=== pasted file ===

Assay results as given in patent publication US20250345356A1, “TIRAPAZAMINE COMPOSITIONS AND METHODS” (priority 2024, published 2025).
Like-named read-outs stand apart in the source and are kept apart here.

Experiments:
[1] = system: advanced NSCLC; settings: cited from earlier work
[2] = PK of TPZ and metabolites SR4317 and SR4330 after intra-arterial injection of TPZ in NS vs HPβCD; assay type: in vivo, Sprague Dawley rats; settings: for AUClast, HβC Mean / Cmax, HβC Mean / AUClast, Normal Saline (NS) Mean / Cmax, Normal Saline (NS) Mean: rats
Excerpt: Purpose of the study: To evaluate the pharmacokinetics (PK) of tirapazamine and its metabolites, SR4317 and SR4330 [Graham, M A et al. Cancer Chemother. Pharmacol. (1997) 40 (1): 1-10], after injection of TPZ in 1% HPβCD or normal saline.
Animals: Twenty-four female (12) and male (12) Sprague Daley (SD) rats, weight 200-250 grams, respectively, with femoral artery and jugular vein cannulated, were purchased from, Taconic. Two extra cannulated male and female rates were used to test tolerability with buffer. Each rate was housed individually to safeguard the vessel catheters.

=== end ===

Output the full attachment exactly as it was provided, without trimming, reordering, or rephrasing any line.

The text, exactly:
Assay results as given in patent publication US20250345356A1, “TIRAPAZAMINE COMPOSITIONS AND METHODS” (priority 2024, published 2025).
Like-named read-outs stand apart in the source and are kept apart here.

Experiments:
[1] = system: advanced NSCLC; settings: cited from earlier work
[2] = PK of TPZ and metabolites SR4317 and SR4330 after intra-arterial injection of TPZ in NS vs HPβCD; assay type: in vivo, Sprague Dawley rats; settings: for AUClast, HβC Mean / Cmax, HβC Mean / AUClast, Normal Saline (NS) Mean / Cmax, Normal Saline (NS) Mean: rats
Excerpt: Purpose of the study: To evaluate the pharmacokinetics (PK) of tirapazamine and its metabolites, SR4317 and SR4330 [Graham, M A et al. Cancer Chemother. Pharmacol. (1997) 40 (1): 1-10], after injection of TPZ in 1% HPβCD or normal saline.
Animals: Twenty-four female (12) and male (12) Sprague Daley (SD) rats, weight 200-250 grams, respectively, with femoral artery and jugular vein cannulated, were purchased from, Taconic. Two extra cannulated male and female rates were used to test tolerability with buffer. Each rate was housed individually to safeguard the vessel catheters.